A. Facility Layout

The design of the layout of the facilities is carried out to comply with recommended spacing within operating facilities as per the prevailing industry standards. Spacing may be modified to accommodate the results of the gas dispersion, fire radiation and blast overpressure studies, as necessary to achieve the required risk reduction. Normally manned areas, such as control centers, are not located where they can become engulfed in flammable vapors or liquids, exposed to excessive thermal radiation, or where they could be exposed to blast overpressures in excess of their design loads.

B. Minimization of Accidental Release & Ignition

The process design is carried out such that releases are minimized, using the smallest vessel and tank sizes consistent with separation and stabilization requirements, and ensuring that the design of plant, structures and piping complies with recognized applicable codes and standards. The probability of the ignition of accidental releases of flammable and combustible materials is minimized by plant layout, separating areas of potential release from potential ignition sources, and by the application of hazardous area classification rules. Local equipment rooms/E-house/MCC and control rooms should not be in, or share a boundary with, any hazardous area.

C. Fire Protection

The design of the comprehensive fire and gas detection system is carried out in compliance with international codes and standards as well as local regulation of the project jurisdiction. The selection of the type of fire and gas detection system to be used is based on assessment of the nature of the mitigated risk. Detection of an accidental release of process fluids or fire initiates a dedicated alarm, and automatically places active fire protection systems on standby, or automatically activates them. Both passive and active fire protection techniques will be used, as appropriate for the specific hazards. Passive protection is achieved by providing fireproofing for the facilities. Active fire protection is achieved by providing firewater systems and devices for facilities. Provision is made for first line firefighting by the supply of hand-held fire-fighting equipment, e.g., portable fire extinguishers and fire blankets, as appropriate for the local hazards.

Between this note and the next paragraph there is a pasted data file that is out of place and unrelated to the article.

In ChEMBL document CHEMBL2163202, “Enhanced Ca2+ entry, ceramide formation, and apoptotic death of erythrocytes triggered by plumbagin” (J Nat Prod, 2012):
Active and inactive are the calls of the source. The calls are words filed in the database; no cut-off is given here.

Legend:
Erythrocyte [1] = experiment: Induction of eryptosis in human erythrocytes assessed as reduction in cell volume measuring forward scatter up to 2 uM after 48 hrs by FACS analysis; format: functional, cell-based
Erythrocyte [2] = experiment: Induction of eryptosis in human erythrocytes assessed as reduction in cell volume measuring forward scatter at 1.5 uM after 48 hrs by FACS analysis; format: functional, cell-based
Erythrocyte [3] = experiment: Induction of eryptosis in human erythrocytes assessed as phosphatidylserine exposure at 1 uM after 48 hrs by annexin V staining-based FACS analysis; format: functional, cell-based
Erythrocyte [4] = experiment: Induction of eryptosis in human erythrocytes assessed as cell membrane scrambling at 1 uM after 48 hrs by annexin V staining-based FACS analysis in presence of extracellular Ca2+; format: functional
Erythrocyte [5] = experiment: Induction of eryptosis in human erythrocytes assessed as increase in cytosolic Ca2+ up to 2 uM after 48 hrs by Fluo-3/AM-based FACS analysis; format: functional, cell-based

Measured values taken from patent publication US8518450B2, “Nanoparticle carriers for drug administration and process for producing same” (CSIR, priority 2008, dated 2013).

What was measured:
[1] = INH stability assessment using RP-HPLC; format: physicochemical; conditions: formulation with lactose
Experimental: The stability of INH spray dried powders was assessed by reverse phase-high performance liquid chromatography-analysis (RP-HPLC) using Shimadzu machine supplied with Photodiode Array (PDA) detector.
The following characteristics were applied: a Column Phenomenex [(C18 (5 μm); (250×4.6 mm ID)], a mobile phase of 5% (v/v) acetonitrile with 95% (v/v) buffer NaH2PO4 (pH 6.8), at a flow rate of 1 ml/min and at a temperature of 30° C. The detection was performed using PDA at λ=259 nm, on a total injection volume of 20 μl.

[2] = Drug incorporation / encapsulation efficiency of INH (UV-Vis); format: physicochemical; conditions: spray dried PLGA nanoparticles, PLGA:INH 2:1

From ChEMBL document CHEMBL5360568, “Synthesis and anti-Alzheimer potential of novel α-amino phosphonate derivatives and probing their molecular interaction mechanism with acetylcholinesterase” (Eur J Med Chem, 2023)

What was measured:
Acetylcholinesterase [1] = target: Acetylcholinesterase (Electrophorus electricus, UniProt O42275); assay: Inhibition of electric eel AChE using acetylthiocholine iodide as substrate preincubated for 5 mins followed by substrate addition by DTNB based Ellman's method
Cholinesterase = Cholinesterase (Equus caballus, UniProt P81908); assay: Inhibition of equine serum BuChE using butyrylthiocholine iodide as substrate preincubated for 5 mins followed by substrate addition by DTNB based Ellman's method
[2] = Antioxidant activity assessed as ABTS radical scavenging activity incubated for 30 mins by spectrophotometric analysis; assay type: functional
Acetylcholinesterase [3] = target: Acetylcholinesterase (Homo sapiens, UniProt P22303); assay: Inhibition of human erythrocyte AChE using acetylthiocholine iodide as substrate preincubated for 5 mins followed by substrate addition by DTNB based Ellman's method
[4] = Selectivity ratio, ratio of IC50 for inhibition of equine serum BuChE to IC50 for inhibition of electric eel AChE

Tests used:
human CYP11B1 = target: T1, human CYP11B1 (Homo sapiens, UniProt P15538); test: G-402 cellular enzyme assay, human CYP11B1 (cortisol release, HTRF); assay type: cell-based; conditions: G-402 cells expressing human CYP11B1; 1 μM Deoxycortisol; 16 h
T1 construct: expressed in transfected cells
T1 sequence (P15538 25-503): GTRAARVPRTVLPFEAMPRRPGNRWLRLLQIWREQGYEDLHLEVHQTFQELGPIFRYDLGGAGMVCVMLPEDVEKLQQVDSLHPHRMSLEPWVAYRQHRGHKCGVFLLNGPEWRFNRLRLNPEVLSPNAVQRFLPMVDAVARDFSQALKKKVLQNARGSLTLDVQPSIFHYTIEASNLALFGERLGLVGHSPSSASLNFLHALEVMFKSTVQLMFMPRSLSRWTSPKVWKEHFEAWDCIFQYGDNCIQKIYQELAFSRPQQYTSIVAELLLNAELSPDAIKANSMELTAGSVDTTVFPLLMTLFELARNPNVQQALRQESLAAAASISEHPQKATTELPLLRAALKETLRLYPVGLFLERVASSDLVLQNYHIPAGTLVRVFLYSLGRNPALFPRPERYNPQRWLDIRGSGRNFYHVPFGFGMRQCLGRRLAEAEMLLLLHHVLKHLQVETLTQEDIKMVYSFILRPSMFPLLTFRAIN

D. Firewater Pump and Distribution

Firewater pumps are designed in compliance with NFPA 20. The main firewater duty pump starts automatically upon low ring main pressure and by signal (manual switch) from the control system. A jockey pump maintains the required ring main pressure in normal operation. The other pumps start automatically or manually. The firewater is supplied by two separate 100% systems, each comprising an arrangement such as 1 x 100%, or 2 x 50% diesel driven firewater pumps. The firewater pumps for the two separate systems are separated sufficiently for major maintenance work to be carried out on either pump without impeding operation of the other. Alternate arrangements, such as 3 x 33% diesel driven pumps, which provide two separate 100% capacity systems, are also considered. The use of an electrically driven pump to supply 50% of the total capacity may be allowed, subject to consideration of the integrity of the electrical supply to the pumps under fire conditions, and to approval by the owner’s engineer. The firewater ring main is designed to distribute firewater for firefighting from the firewater supply system(s) to the firewater application system(s) and device(s) at the facility. The firewater ring main is designed per NFPA 24.

E. Pressure Relief (Flare and Vapor Disposal)